Much Better Adventures offers a “Summit Ben Nevis and Learn Winter Mountain Skills” package in the dramatic foothills of the UK’s highest mountain. For two nights between December and April from £564, groups of up to 12 can learn how to survive in harsh conditions and summit Ben Nevis while staying in Fort William, an ideal base to explore the Scottish Highlands. Think ice axe and crampons training and a 1,345m ascent complemented by hearty dinners and drams of whisky. All breakfasts, equipment, guesthouse accommodation and mountain guides are included in the price.
Walk the West Highland Way
The linear walk stretches from Milngavie, Glasgow to Fort William in the Scottish Highlands— (Getty Images)
One of Europe’s most popular walking paths, the linear West Highland Way walk stretches for 96 miles from Milngavie to Fort William through countryside parks, loch shores and steep mountains for a multi-day exploration of the Scottish Highlands. Stops in Inverarnan, Tyndrum and Kinlochleven break up the journey through wild landscapes, including Loch Lomond and the infamous Devil’s Staircase climb, and bunkhouses and B&Bs pepper the long-distance route for a traditional taste of Scotland.
How to do it
Intrepid Travel provides a six-day sample of some of Scotland’s best walks such as the West Highland Way, the Great Glen Way and summiting Ben Nevis from the charming base of Fort William on the shores of Loch Linnhe. Hike the famous Devil’s Staircase in Glencoe and the steep Cow Hill for panoramic views of Glen Nevis Valley. The adventurous walking holiday includes all breakfasts, transport, accommodation and guided hikes from £1,200pp.
Hopscotch the Outer Hebrides
Hop from Barra’s beaches to the rugged hills of Harris— (Getty Images/iStockphoto)
Scotland’s remote Atlantic islands lie off the mainland’s northwest coast, a haven for walks, wildlife and Gaelic culture. Deserted white sand beaches meet wild mountains and moors on archipelago hotspots from Vatersay to Barra and The Butt of Lewis. The Hebridean Way spans 156 miles across 10 of the islands for intrepid walkers and cyclists to take in the rugged hills on a complete tour of the Outer Hebrides.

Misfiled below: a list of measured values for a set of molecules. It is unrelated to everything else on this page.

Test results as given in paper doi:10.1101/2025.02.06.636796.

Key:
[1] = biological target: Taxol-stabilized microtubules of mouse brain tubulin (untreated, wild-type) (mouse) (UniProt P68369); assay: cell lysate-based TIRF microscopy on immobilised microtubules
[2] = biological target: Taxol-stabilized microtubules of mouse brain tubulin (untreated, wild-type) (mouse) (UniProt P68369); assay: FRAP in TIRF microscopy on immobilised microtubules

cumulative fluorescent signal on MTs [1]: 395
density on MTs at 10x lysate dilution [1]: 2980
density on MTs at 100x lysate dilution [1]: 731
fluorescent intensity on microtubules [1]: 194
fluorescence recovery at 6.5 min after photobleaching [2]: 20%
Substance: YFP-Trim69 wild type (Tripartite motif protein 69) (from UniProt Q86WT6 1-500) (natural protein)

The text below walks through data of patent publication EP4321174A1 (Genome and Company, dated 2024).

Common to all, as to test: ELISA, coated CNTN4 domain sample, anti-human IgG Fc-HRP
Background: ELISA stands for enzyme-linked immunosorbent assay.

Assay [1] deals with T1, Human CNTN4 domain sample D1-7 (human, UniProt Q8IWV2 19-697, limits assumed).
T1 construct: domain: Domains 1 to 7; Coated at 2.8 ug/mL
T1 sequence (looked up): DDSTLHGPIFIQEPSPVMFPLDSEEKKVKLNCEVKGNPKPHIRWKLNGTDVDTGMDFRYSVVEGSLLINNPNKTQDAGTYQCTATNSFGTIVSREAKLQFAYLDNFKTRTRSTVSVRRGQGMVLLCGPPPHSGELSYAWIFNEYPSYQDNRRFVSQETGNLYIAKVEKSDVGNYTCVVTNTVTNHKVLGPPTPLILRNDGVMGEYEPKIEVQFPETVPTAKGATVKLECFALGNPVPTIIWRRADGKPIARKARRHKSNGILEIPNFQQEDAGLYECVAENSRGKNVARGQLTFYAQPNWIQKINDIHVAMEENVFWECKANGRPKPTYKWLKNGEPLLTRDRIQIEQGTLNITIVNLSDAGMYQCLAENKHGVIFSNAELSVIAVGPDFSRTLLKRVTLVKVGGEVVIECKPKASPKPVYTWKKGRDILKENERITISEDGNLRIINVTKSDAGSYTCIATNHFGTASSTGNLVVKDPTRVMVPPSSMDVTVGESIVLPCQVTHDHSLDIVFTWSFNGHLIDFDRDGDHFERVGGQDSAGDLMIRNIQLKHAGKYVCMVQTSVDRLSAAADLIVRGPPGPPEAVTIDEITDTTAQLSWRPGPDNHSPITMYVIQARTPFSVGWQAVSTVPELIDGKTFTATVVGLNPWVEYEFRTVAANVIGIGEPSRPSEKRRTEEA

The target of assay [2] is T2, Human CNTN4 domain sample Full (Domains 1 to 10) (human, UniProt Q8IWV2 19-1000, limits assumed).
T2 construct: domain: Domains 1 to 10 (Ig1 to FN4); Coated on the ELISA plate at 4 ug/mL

How to do it
Macs Adventure’s “Outer Hebrides Island Hopscotch” gives walkers a chance to go off-grid and tread the Outer Hebridean archipelago from Barra to the Uists and Lewis. Lochs, white sand beaches and Neolithic stones populate the Scottish islands best discovered on two feet. The 23-mile journey costs £960pp for seven nights hiking the Hebridean landscape between March and October. All guest house accommodation, ferry crossings and breakfasts are included in the price.
Stroll Speyside Way
The 85-mile route from Buckie to Newtonmore is in the heart of Scotland’s Malt Whisky country— (Getty Images/iStockphoto)
Speyside Way, a long-distance path in the Highlands, links the Moray coast with the edge of the Grampian Mountains on a route dotted with rustic B&Bs, guesthouses and campsites ideal for a pinewood fringed walking holiday. A range of paths from a few hours’ strolls to multi-day hiking adventures span nine sections of differing lengths and levels, including Buckie to Spey Bay and Craigellachie to Ballindalloch along the River Spey. There’s even a heritage trail of seven Speyside single malt distilleries for whisky enthusiasts to savour amid days spent in the Scottish hills.
How to do it
Celtic Trails Walking Holidays offers a six-night walking holiday for active whisky lovers to walk 65 miles on Speyside Way. Prices for the trek start from £725pp, March to October, including farmhouse accommodation, luggage transfers, breakfast and a “Walk Pack” of maps and detailed trail guides. The walking holiday through the Cairngorms visits some of Scotland’s finest whisky distilleries, the Ballindalloch Castle estate and the Strathspey Steam Railway on the journey through northeast Scotland’s ancient Caledonian pine forests.